BAFTA multi award-winning producer of Trainspotting and Ex Machina gave a masterclass to NFTS students.
Andrew Macdonald, the Scottish film producer who is best known for his collaborations with screenwriter, John Hodge, director, Danny Boyle and screenwriter/director Alex Garland, opened his masterclass at the NFTS by telling students that he actually studied at the National Film and Television School for a brief period during which he worked on the pre-production of his debut film, the 90’s classic, Shallow Grave
Both Stephen Soderbergh and Spike Lee made films straight out of film school and this inspired Andrew to make Shallow Grave, which went on to win a BAFTA in 1995 for best British film.
Nik Powell, NFTS director chaired the session and he showed the students a clip of Shallow Grave, a film, which Andrew said would not have been made if it wasn’t for Channel 4 who provided the funding. The partnership with Danny Boyle who made his directorial debut with Shallow Grave, came about as Danny ‘got’ the film’s black humour. According to Andrew, the film wouldn’t have been a success without Danny who brought ‘incredible expertise, class and energy’ to the project despite having never directed a feature film before!
The discussion then moved onto the critically acclaimed Trainspotting, shot by NFTS tutor Brian Tufano, which is based on a novel by Irvine Welsh. The film’s screenplay was nominated for an academy award and ranked 10th in a list compiled by the British Film Institute (BFI) of the top 100 British films of all time. Andrew was determined to work with as many of the same people as possible from his time making Shallow Grave; he advised the students that while directors often get the credit, they regularly work with the same great team and these collaborations are often key to a film’s success. Andrew describes the Trainspotting production as having ‘an unstoppable energy’ and that it ‘still feels really fresh’. The film was made in seven weeks and then edited in just seven weeks.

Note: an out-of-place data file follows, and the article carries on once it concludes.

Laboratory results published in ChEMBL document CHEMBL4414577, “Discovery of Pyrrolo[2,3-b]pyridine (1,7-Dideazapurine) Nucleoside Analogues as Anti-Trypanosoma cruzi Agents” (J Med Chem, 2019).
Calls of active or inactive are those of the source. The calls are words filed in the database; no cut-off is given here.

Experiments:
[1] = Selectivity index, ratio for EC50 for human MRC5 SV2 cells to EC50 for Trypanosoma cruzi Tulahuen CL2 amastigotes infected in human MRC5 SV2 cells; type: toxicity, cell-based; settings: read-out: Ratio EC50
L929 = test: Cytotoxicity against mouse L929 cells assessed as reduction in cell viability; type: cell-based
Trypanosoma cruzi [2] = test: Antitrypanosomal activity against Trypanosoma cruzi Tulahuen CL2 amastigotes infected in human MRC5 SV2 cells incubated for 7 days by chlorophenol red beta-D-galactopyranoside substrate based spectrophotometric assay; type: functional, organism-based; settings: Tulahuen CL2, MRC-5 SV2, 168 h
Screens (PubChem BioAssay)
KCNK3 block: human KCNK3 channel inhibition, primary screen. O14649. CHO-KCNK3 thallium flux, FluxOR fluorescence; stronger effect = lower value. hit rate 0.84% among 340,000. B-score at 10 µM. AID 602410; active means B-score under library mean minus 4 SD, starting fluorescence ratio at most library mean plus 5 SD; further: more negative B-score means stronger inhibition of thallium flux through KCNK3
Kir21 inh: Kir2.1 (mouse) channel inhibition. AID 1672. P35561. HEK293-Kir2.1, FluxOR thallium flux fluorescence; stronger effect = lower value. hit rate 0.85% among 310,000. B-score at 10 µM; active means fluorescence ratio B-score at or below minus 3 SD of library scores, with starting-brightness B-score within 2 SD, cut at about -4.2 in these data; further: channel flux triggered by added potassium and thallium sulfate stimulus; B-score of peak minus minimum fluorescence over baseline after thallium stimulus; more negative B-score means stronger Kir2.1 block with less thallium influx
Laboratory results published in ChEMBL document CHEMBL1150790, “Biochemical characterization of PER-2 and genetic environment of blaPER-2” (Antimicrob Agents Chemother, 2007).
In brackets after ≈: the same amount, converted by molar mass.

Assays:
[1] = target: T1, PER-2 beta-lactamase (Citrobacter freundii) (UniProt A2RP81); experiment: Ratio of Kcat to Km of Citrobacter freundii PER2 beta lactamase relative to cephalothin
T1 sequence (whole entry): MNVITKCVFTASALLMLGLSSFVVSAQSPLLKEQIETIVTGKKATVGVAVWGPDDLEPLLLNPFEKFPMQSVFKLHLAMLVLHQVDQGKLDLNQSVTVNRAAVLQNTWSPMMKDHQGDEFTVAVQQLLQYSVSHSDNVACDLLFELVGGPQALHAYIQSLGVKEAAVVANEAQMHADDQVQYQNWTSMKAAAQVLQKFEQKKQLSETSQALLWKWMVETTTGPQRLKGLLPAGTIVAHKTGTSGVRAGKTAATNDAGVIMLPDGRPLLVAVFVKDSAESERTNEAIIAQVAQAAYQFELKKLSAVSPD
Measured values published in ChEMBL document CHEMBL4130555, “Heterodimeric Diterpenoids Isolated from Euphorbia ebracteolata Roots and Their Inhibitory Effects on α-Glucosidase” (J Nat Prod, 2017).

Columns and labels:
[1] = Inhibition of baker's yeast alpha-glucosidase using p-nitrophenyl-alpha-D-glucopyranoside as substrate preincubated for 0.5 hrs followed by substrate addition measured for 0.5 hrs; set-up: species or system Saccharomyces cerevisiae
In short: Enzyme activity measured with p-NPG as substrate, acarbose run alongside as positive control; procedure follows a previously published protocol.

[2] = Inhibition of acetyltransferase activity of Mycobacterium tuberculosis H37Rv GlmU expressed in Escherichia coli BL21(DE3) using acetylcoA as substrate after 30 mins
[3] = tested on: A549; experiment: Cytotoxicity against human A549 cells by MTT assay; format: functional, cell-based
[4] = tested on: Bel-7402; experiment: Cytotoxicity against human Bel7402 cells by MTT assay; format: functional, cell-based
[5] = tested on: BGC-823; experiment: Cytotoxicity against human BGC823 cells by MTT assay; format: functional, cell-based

28 Days Later
Andrew worked with Alex Garland on the screenplay for post-apocalyptic thriller, 28 Days Later, a film which is currently being brought to life by Secret Cinema. 28 Days Later took a lot longer to edit than Trainspotting according to Andrew although ‘they got a lot done for the money and time’. The film was shot on Canon XL domestic video cameras with everyone on the team including Andrew shooting some scenes. They used novel ways to stop the traffic as they needed to clear parts of London for some of the memorable scenes of actor Cillian murphy’s character roaming the deserted streets.
Special effects were the next topic of conversation with Andrew describing Ex Machina winning an Oscar for achievement in visual effects as a ‘Leicester moment’ as it was against the odds! Ex Machina is a great example of how visual effects can be used for storytelling rather than for explosions and Andrew advised the students that when making a film they should involve the digital effects technician in the creative process and at every stage of the production as they are integral to everything you do.
Andrew rounded off the session and Q&A with some great advice for the students making their first films, recommending that they stick to what they know and ‘make films about their own generation’ as he had done with Trainspotting and ‘keep the location to where you are from and where you know everyone’ as it can be a great help. For example, Andrew secured the props for Shallow Grave from his dad’s house!
Any budding filmmakers who are interested in following in Andrew’s footsteps can choose from a wide range of film making courses at the NFTS. For anyone interested in visual effects, why not coming along to the open day on the 18th of May for our MA in digital effects? Applications for this course are open until the 7th of July.